The Tennessee Department of Education and local officials haven't been able to pinpoint just who is responsible for moving a Thursday school board meeting behind closed doors.
The Hamilton County Board of Education met with school administrators and Tennessee Education Commissioner Kevin Huffman after his address to the Chattanooga Rotary. They were discussing an upcoming grant that Hamilton County likely will apply for to start a School Innovation Zone, which would target low-performing schools by allowing greater flexibility in how schools operate.
A public notification was distributed before the meeting, as usually occurs with other board meetings.
But as the meeting was starting, reporters were told by Huffman spokeswoman Kelli Gauthier that the meeting was closed to the media because officials were discussing a competitive grant application. When asked, Gauthier couldn't cite the law that allowed them to circumvent the Tennessee Sunshine Law and close the meeting.
Gauthier addressed reporters and shut the door, but said she was only repeating information she'd been told. She said the decision to close the meeting was made by local officials.
"The commissioner had been invited to speak at the meeting, and it was neither his decision nor mine that it be closed," she said in a Friday email.
But Hamilton County Schools Superintendent Rick Smith and school board Chairman Mike Evatt both said they didn't ask that the meeting be closed. On Thursday, Smith said Huffman made the call to hold the meeting behind closed doors.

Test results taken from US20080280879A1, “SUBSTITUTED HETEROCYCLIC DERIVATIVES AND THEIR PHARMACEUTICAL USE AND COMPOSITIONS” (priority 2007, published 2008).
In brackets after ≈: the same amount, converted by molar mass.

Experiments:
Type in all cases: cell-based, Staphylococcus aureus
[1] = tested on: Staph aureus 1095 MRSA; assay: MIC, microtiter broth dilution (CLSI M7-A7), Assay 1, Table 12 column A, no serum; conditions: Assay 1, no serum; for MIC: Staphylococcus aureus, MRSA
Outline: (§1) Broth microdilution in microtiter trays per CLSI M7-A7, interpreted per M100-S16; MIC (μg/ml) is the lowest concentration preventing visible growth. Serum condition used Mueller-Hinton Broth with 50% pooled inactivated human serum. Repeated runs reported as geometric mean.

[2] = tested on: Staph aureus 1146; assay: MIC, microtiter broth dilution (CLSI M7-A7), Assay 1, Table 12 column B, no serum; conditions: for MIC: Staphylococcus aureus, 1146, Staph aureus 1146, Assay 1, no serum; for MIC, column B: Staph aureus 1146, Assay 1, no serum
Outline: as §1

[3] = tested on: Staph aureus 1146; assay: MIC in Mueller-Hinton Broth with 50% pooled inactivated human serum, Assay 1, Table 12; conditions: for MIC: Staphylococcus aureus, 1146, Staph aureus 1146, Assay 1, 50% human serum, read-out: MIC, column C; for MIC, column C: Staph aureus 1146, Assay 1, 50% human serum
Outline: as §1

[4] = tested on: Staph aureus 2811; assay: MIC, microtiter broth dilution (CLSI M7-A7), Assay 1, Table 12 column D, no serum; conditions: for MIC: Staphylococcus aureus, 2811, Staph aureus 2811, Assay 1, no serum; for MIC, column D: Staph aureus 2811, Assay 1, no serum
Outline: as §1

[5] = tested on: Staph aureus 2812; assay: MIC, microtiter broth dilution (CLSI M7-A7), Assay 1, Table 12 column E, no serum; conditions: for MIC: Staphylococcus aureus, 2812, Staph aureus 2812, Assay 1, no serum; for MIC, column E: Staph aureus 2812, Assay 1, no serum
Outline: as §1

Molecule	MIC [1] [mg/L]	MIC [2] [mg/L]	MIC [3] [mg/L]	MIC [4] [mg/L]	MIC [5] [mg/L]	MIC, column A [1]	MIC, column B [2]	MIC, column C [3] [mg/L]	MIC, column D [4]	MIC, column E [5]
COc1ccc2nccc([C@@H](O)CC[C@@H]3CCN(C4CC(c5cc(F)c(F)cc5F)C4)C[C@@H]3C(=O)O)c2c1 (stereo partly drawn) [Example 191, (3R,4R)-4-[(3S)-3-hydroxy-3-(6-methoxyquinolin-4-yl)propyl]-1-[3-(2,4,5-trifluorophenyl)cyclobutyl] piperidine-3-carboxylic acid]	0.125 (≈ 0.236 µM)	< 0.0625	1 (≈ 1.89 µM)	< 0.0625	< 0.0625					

Smith couldn't be reached for comment on Friday.
Evatt said he was under the impression that Gauthier, a former reporter for the Times Free Press, asked that the meeting be closed.
"All I did was walk into the room," he said. "I didn't close anything. We did not ask for it to be closed."
And the meeting didn't contain any confidential or sensitive discussion, Evatt said.
School board attorney Scott Bennett couldn't be reached for comment Thursday or Friday.
Kent Flanagan, executive director of the Tennessee Coalition for Open Government, said state law is very restrictive when it comes to closed sessions of public bodies.
The Sunshine Law operates on a presumption of openness, he said.
"All meetings are open unless they can cite a specific statute that gives them legal reason to close it," he said. "There are only a handful of reasons why a school board can close a meeting."